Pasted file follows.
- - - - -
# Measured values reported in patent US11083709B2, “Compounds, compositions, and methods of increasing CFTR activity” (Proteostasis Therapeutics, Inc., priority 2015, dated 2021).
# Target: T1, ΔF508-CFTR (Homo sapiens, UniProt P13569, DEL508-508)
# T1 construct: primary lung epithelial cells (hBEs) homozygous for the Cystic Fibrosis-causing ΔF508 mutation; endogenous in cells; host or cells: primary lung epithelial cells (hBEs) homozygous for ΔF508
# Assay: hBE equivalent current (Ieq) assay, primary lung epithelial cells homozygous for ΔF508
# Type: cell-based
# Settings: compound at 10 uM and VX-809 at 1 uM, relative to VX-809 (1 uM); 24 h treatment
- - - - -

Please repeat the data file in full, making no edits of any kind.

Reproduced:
# Measured values reported in patent US11083709B2, “Compounds, compositions, and methods of increasing CFTR activity” (Proteostasis Therapeutics, Inc., priority 2015, dated 2021).
# Target: T1, ΔF508-CFTR (Homo sapiens, UniProt P13569, DEL508-508)
# T1 construct: primary lung epithelial cells (hBEs) homozygous for the Cystic Fibrosis-causing ΔF508 mutation; endogenous in cells; host or cells: primary lung epithelial cells (hBEs) homozygous for ΔF508
# Assay: hBE equivalent current (Ieq) assay, primary lung epithelial cells homozygous for ΔF508
# Type: cell-based
# Settings: compound at 10 uM and VX-809 at 1 uM, relative to VX-809 (1 uM); 24 h treatment